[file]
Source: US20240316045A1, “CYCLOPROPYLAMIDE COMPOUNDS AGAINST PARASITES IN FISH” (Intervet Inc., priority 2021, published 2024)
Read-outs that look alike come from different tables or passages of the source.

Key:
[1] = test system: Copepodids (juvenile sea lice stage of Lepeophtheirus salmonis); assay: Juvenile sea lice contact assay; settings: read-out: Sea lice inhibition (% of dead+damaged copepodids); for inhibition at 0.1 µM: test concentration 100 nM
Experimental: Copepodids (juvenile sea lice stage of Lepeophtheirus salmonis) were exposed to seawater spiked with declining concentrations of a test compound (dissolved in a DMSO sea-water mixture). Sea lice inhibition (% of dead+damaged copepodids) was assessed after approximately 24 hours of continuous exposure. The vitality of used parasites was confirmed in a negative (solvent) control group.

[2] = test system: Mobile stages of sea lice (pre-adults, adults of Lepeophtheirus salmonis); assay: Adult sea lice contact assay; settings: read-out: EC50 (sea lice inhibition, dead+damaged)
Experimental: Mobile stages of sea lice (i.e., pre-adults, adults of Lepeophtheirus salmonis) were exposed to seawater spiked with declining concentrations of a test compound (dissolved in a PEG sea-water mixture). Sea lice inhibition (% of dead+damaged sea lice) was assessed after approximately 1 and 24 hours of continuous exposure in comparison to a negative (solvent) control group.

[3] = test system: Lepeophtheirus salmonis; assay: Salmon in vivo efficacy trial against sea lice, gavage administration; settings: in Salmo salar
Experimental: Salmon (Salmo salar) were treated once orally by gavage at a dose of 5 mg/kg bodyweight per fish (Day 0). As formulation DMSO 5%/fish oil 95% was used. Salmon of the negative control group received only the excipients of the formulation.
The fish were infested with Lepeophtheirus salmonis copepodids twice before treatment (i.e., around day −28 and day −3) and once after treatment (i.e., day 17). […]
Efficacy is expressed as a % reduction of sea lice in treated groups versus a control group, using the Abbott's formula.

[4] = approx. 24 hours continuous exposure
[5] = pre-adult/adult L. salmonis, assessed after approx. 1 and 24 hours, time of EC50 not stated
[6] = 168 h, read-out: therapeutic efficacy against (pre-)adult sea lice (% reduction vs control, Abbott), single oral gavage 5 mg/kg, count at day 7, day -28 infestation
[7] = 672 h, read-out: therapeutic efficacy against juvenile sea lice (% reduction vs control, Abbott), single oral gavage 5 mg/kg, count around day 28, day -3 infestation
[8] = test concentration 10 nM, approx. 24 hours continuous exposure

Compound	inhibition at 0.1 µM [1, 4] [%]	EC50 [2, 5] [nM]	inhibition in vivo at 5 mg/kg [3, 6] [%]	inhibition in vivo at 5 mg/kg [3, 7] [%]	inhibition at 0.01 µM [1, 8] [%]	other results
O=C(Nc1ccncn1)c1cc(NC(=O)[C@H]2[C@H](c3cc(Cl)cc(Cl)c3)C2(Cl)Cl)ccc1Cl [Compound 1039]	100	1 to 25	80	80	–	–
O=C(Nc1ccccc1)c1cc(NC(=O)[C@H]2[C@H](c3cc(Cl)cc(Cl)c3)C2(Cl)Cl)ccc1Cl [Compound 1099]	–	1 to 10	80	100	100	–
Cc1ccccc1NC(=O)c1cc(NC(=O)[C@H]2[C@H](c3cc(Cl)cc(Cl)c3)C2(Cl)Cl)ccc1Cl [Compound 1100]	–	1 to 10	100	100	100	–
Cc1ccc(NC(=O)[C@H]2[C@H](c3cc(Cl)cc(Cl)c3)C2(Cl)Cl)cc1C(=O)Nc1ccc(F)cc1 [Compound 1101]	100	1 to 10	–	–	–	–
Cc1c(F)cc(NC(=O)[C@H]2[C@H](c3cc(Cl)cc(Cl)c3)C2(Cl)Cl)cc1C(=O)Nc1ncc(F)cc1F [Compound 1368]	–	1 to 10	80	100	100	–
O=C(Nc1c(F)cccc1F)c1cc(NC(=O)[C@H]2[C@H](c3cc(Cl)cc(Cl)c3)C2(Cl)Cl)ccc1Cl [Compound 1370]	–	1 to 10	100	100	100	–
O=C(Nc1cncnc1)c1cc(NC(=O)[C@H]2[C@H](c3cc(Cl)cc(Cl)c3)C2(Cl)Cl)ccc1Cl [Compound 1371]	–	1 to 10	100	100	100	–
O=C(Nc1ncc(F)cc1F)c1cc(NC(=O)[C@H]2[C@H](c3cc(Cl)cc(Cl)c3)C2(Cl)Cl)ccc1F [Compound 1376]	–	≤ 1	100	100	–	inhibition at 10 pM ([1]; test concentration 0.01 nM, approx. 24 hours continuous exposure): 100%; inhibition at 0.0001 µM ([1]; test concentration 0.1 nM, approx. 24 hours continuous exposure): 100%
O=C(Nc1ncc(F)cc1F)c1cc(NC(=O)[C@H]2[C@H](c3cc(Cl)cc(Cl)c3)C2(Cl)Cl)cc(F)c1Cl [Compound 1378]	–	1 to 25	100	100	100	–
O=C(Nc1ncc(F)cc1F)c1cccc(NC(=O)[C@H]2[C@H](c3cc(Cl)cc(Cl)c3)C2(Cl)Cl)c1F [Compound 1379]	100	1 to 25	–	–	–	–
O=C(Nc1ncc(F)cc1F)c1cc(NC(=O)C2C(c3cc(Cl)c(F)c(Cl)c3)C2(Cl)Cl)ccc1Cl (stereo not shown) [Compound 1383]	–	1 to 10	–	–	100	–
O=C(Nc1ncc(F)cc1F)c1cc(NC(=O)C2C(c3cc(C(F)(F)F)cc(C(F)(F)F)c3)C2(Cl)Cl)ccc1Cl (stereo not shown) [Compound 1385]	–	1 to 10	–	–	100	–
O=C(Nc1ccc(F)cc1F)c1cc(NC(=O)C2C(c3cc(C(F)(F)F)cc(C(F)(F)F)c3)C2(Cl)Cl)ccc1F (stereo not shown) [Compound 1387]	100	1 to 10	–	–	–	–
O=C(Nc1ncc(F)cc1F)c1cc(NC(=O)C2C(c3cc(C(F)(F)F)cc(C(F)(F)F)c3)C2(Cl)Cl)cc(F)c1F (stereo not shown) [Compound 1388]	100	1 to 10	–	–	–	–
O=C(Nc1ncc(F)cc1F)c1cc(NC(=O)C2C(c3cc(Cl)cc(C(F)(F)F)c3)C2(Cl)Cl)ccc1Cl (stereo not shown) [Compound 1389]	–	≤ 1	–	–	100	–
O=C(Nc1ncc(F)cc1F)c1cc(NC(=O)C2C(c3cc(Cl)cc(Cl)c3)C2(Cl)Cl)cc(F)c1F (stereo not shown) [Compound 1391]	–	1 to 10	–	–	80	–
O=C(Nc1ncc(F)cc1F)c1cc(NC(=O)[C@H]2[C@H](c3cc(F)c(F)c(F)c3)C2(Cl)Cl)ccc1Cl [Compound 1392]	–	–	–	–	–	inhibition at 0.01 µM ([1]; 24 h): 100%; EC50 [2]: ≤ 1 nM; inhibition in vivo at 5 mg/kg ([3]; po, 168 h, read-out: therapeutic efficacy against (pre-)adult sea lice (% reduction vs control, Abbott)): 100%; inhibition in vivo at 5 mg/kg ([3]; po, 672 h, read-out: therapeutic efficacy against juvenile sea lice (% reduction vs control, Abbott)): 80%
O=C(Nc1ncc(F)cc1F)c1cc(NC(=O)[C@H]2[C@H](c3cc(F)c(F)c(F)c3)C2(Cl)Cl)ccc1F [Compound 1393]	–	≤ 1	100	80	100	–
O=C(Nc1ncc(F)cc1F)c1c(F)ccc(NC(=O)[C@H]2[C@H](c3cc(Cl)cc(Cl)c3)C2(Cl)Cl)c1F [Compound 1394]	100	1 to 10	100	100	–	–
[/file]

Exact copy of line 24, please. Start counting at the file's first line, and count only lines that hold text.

O=C(Nc1cncnc1)c1cc(NC(=O)[C@H]2[C@H](c3cc(Cl)cc(Cl)c3)C2(Cl)Cl)ccc1Cl [Compound 1371]	–	1 to 10	100	100	100	–